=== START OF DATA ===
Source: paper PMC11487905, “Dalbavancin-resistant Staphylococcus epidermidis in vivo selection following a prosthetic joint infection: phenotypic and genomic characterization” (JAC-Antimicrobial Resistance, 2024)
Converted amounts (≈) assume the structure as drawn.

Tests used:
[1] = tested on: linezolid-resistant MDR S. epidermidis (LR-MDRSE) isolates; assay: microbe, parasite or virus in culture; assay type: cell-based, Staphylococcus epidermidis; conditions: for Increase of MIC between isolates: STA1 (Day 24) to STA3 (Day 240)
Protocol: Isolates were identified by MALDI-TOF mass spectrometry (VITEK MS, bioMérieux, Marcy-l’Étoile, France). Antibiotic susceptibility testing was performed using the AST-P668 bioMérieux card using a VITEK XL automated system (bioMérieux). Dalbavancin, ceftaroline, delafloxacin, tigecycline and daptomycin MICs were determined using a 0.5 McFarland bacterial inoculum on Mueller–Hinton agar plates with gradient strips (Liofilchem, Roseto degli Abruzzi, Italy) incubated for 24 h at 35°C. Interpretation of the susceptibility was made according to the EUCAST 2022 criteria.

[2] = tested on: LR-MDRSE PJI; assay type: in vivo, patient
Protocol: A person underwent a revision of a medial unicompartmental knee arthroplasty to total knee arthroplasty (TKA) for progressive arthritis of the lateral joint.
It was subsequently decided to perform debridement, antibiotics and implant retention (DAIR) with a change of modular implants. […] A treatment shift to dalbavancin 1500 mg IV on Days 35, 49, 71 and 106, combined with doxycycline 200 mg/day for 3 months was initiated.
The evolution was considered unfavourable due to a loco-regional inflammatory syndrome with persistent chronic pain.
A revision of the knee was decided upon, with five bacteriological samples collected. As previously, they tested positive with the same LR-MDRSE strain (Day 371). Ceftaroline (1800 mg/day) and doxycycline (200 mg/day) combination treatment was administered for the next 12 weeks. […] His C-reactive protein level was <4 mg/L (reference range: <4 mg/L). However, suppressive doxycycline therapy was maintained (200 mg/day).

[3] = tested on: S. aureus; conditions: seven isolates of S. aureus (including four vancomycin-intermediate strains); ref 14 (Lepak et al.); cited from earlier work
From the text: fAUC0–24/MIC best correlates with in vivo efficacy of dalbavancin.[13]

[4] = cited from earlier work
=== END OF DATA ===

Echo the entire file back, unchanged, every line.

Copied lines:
Source: paper PMC11487905, “Dalbavancin-resistant Staphylococcus epidermidis in vivo selection following a prosthetic joint infection: phenotypic and genomic characterization” (JAC-Antimicrobial Resistance, 2024)
Converted amounts (≈) assume the structure as drawn.

Tests used:
[1] = tested on: linezolid-resistant MDR S. epidermidis (LR-MDRSE) isolates; assay: microbe, parasite or virus in culture; assay type: cell-based, Staphylococcus epidermidis; conditions: for Increase of MIC between isolates: STA1 (Day 24) to STA3 (Day 240)
Protocol: Isolates were identified by MALDI-TOF mass spectrometry (VITEK MS, bioMérieux, Marcy-l’Étoile, France). Antibiotic susceptibility testing was performed using the AST-P668 bioMérieux card using a VITEK XL automated system (bioMérieux). Dalbavancin, ceftaroline, delafloxacin, tigecycline and daptomycin MICs were determined using a 0.5 McFarland bacterial inoculum on Mueller–Hinton agar plates with gradient strips (Liofilchem, Roseto degli Abruzzi, Italy) incubated for 24 h at 35°C. Interpretation of the susceptibility was made according to the EUCAST 2022 criteria.

[2] = tested on: LR-MDRSE PJI; assay type: in vivo, patient
Protocol: A person underwent a revision of a medial unicompartmental knee arthroplasty to total knee arthroplasty (TKA) for progressive arthritis of the lateral joint.
It was subsequently decided to perform debridement, antibiotics and implant retention (DAIR) with a change of modular implants. […] A treatment shift to dalbavancin 1500 mg IV on Days 35, 49, 71 and 106, combined with doxycycline 200 mg/day for 3 months was initiated.
The evolution was considered unfavourable due to a loco-regional inflammatory syndrome with persistent chronic pain.
A revision of the knee was decided upon, with five bacteriological samples collected. As previously, they tested positive with the same LR-MDRSE strain (Day 371). Ceftaroline (1800 mg/day) and doxycycline (200 mg/day) combination treatment was administered for the next 12 weeks. […] His C-reactive protein level was <4 mg/L (reference range: <4 mg/L). However, suppressive doxycycline therapy was maintained (200 mg/day).

[3] = tested on: S. aureus; conditions: seven isolates of S. aureus (including four vancomycin-intermediate strains); ref 14 (Lepak et al.); cited from earlier work
From the text: fAUC0–24/MIC best correlates with in vivo efficacy of dalbavancin.[13]

[4] = cited from earlier work